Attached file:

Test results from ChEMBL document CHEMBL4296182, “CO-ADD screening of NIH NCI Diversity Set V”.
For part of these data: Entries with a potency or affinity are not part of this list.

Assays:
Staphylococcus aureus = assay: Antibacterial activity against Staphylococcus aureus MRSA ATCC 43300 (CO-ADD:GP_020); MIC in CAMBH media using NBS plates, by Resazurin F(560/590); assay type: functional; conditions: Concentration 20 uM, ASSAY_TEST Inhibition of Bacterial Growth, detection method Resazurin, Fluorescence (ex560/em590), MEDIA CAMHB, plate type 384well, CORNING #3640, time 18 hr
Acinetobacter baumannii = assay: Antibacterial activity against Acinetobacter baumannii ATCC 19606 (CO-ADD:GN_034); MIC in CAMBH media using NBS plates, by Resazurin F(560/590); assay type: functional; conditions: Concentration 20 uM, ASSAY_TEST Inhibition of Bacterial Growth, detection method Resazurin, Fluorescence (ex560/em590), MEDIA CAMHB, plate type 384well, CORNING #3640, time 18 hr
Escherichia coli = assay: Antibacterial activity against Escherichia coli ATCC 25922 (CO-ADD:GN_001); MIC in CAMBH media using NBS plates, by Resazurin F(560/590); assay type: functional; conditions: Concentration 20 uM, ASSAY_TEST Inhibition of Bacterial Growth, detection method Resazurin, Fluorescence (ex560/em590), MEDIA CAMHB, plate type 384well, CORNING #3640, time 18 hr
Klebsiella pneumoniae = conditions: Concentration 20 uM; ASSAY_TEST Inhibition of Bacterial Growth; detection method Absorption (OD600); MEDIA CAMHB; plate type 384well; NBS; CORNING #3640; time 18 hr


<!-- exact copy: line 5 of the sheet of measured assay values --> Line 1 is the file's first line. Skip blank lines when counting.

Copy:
Acinetobacter baumannii = assay: Antibacterial activity against Acinetobacter baumannii ATCC 19606 (CO-ADD:GN_034); MIC in CAMBH media using NBS plates, by Resazurin F(560/590); assay type: functional; conditions: Concentration 20 uM, ASSAY_TEST Inhibition of Bacterial Growth, detection method Resazurin, Fluorescence (ex560/em590), MEDIA CAMHB, plate type 384well, CORNING #3640, time 18 hr